Many law firms are now asking Solutions Squared how to leverage social networking for the legal profession.
Although there are a number of social sites the most well known are Facebook, Twitter and Linkedin.
There are a number of online articles that cover the basics of using social networking in your law firm. Two of the most helpful are perhaps the following:
Overview of Social Networking Basics
Social Networking at Browne Jacobson
Although not strictly social networking sites in the purest sense blogs, or online diaries, are often covered in the this catagory.
Delia Venables has a range of links to legal blogs, some showing how it should be done and some very much how not to. Click here to see the list of legal blogs.
The starting question is whether your current clients and, more importantly, the ones you are trying to connect with, are the type who will be interacting on social networking and whether they expect their lawyer to do so. It is worthwhile doing some client research - either online using a tool like surveymonkey or by sending out questionnaires to see what your clients think of your current website and whether they would like to see more information coming from you by email or in blog form.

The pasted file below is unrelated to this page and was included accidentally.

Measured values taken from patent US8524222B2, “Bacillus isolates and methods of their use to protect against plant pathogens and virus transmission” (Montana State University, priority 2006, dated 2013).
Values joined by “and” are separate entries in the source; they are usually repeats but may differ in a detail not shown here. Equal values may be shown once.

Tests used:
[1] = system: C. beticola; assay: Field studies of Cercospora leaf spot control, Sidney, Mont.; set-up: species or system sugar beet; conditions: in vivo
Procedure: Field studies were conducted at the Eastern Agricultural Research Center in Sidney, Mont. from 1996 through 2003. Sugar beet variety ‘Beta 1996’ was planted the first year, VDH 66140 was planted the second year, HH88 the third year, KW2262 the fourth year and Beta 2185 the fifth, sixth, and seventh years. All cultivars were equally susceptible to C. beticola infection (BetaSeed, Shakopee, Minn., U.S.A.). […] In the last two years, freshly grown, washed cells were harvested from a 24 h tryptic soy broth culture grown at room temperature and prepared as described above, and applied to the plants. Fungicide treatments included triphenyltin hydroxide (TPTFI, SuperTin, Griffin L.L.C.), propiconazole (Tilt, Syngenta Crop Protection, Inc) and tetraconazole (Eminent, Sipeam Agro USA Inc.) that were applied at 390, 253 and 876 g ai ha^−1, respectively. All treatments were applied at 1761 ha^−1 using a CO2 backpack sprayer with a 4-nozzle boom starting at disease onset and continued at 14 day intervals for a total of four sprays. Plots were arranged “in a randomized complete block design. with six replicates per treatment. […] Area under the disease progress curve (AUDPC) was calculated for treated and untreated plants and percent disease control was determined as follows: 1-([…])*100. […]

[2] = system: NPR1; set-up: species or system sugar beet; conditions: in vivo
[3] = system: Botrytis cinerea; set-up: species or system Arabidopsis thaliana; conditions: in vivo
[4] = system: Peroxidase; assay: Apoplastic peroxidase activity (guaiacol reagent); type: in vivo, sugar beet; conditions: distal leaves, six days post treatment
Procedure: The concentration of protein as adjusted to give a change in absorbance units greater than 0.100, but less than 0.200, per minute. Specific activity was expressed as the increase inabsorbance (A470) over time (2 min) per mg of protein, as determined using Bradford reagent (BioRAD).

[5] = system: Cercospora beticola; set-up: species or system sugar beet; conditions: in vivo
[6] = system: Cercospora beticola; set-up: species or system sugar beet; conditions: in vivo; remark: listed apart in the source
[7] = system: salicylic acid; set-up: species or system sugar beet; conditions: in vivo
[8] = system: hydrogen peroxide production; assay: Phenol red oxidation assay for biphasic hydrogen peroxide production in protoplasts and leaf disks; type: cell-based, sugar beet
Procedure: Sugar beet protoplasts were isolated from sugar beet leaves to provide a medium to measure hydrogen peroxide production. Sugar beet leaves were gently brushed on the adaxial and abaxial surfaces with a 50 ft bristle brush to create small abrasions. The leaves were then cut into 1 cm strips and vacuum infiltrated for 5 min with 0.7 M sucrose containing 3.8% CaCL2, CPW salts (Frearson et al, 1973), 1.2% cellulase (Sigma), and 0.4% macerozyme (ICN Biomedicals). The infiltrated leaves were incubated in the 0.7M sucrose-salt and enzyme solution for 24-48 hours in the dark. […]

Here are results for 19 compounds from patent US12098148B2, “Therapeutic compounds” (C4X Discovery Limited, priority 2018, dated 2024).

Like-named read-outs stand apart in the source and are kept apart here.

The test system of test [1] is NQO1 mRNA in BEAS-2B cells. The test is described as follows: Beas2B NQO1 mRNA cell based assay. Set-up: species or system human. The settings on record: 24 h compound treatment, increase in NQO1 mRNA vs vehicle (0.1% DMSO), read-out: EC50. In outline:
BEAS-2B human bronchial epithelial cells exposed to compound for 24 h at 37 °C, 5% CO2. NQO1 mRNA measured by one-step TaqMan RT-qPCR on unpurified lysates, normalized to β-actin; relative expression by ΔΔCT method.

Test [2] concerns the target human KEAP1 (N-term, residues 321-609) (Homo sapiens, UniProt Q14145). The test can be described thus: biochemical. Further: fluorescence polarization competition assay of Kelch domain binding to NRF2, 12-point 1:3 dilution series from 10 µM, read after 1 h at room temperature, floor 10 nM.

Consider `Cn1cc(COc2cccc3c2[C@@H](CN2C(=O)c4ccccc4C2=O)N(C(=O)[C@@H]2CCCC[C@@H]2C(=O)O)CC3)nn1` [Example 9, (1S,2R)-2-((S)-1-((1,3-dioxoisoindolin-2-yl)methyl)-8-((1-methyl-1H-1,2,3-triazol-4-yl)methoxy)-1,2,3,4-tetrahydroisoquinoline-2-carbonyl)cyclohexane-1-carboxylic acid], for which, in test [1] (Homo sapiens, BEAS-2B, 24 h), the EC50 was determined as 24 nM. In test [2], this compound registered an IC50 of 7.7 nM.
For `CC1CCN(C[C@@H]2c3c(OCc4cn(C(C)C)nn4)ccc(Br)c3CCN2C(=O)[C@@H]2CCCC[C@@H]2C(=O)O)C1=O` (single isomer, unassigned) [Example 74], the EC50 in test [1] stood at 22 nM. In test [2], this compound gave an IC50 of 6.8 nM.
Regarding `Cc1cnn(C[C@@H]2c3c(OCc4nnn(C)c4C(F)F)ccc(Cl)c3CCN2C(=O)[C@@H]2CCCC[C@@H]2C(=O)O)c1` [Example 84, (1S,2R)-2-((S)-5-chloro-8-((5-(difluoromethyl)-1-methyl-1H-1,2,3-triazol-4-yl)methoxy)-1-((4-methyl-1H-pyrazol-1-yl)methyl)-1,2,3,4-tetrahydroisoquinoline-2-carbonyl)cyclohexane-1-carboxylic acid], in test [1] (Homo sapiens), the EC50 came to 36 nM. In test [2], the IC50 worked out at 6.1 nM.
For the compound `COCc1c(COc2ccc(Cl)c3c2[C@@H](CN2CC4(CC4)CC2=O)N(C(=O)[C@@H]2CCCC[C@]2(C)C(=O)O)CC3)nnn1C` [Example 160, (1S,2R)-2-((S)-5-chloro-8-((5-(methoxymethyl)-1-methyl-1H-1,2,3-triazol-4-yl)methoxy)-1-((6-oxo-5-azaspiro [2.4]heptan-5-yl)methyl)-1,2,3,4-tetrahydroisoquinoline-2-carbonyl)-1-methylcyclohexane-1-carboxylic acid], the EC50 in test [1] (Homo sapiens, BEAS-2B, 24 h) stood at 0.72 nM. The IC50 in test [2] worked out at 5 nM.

Whether law firms need to be worried about this area of technology now is debatable. Research shows that young adults still see websites as authoritative for information, but the younger generation are more likely to start a search from a social networking site. This is likely to be the trend as Facebook now has more users than Google, so people will start to initiate their search for information through Facebook first and then resort to a separate search engine secondly. Having a presence on Facebook will therefore begin to be more relevant as these users eventually become consumers of the services that law firms offer.
Ark have a publication that is a worthwhile read as a starting point albeit pricey and somewhat out of date now having first been published in 2009. Click here to purchase the book Social Networking for the Legal Profession.